The educational system is just as much of a social-school as it is anything else. Surely, you may miss some of the intellectual stimulations and challenges of school, but I'm sure that I'd be safe to say that you miss the social aspects even more. Where else will we get a chance to be with our peers, similar in age, interest, general maturity, etc?

Once we're thrown into this "real world" the playground no longer exists. At least not for us. We've grown beyond the "under 4 foot limit" and we just have to watch from the outside. It's the parking lot outside the playground, and then beyond that, another chaotic outter ring of the unknown. It's scary. At this point in our lives, we're supposed to have an idea of who we are, and where we want to be. But dammit, I've still got sand in my shoes and I just wanna get back in that sandbox.

It's unfair isn't it? College is probably the first time in my life when I actually started gaining some perspective. And in just four short years, I'm expected to soak it all in and then leave it behind. What are the lessons we take from college?

For people like you and me, college became our first controllable environment...a home that we chose and to which we adapated. Let me say that again...a HOME that we CHOSE. Everything prior and everything since seems to be like channels on the television, and we don't have the remote. But,'s all gonna be okay.

College isn't the end of the world, just a cold bucket of water that's thrown on our face to wake us up. And we're still in shock. It's only been a year since our "re-birth", if you will, and in time, the shock will wear off, and we'll begin our day...our lives. Not to worry, friend. You've got advantages in life that most don't...and that's the wisdom to see beyond black and white. The shades of grey can be quite beautiful, and depending on how you look at them, you might realize that what you were looking at this whole time wasn't were just standing under a shadow. And can you guess what is casting that giant shadow???

I haven't got it all figured out either, but...I'm starting to see beyond the playground. You will too. Peace, bro.

At 8:15 AM , Anonymous PL said...

Hey, guys.

I graduated from college 19 years ago, and strangely find myself in a similar place to you. The difference is, being FABULOUS at 40, I'm a bit more comfortable there. I don't want too many answers, too many absolutes; the unknown also allows some freedom in which to move. Plus, you get to sneak back onto the playground when you want, once you stop worrying what other people think of you, which is another benefit of age.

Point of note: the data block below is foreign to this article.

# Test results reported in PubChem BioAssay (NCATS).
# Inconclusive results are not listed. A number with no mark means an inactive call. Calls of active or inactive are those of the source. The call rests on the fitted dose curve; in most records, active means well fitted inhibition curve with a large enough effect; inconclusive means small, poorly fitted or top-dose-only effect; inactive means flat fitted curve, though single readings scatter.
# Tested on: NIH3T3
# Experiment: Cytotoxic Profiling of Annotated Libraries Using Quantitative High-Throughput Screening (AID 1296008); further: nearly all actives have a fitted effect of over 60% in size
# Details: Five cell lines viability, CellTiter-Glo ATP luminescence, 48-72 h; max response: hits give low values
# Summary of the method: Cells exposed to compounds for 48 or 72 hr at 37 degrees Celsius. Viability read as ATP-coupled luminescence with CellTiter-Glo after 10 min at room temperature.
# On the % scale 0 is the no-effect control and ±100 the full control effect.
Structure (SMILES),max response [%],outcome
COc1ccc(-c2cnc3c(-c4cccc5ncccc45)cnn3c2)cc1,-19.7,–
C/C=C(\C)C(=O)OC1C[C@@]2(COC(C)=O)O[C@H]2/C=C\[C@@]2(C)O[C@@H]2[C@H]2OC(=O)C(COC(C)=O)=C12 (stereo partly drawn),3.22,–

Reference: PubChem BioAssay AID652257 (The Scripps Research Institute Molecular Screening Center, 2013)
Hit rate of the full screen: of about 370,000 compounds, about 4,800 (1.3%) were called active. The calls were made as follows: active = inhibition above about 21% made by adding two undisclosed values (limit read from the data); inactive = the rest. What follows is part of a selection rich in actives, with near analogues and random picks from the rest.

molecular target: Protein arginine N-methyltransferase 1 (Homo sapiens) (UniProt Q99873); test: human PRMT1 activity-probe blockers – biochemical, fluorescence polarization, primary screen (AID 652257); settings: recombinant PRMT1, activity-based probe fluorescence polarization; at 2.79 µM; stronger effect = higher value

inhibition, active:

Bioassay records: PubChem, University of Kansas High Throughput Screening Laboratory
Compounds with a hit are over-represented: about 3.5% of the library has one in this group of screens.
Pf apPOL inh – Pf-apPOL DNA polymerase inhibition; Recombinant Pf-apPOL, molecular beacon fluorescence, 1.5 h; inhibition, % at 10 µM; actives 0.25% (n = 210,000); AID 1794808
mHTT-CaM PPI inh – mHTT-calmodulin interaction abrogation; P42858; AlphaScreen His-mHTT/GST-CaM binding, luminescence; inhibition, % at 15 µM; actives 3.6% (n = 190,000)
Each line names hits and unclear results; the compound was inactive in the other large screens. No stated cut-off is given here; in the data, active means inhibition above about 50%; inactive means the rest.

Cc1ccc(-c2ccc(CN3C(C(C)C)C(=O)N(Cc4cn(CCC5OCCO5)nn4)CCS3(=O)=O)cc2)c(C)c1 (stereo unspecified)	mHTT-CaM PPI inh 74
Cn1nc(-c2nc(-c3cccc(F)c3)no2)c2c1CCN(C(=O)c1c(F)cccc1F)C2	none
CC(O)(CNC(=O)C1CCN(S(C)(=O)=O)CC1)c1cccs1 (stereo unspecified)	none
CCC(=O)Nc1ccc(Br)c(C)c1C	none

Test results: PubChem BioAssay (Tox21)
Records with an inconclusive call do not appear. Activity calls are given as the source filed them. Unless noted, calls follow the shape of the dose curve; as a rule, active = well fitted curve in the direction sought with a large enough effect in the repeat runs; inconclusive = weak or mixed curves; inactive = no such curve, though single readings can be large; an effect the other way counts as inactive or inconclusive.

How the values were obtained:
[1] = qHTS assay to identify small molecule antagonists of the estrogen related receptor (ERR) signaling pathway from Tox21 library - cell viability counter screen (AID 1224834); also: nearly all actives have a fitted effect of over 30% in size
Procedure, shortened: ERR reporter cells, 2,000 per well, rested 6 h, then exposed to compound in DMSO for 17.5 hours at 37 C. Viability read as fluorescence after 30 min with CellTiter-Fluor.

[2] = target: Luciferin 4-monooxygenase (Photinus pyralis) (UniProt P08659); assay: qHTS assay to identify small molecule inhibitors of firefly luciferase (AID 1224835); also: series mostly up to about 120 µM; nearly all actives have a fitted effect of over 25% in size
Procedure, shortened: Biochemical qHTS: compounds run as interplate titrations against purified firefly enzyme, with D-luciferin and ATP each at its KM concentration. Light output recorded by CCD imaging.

And, do not underestimate the gift you young adults are to the rest of us. Integenerationality (ha! new word) is so important, which is why we who have children need you to babysit. I mean, invite you to share in our family lives. My life is richer because I am challenged by people older and younger than I am, people with different experiences who guide me toward or away from new ideas. Yes, you must have some friends who are peers, but you will also bless and be blessed by friends of all ages, and they won't all be bosses.

And a little chastisement for the backsliding, Jason--you don't get to choose your vocation; it chooses you. Are you Lutheran or not?! So, let yourself off the hook for that responsibility, and get thee to a seminary.


At 1:19 PM , Blogger Tikkun ha-Olam said...

'When you try to seize or think you are holy, you have lost holiness.' That's what a monk once told me, and he is right. Don't despair that you feel tired or confused: I am in seminary, feel tired, stretched, angry, out of touch, and unsure about everything. But maybe holiness is precisely there -- we must go to where God is apparently not, to our dark selves, to the outcast, in order to find God and ourselves. Remember Jesus' words on the cross -- eloi, eloi, lama sabacthani! God Incarnate said to the Father that he was lost and didn't know where God was! Crazy stuff. But then Christ, in death and the destruction of his very human being, finds God, commends his spirit and then -- and this is damn huge -- and then experiences resurrection! Hold onto hope and joy, even if it is only a memory right now. Memories can be a gift from God to sustain us. Peace be with you, now and always, brother.

At 11:20 AM , Anonymous Bethany said...

I'm going to keep this short and sweet. Jason, reading your blog is like reading thoughts from my own mind! And that, my friend, is why I love you so -- and why we need to get together very soon!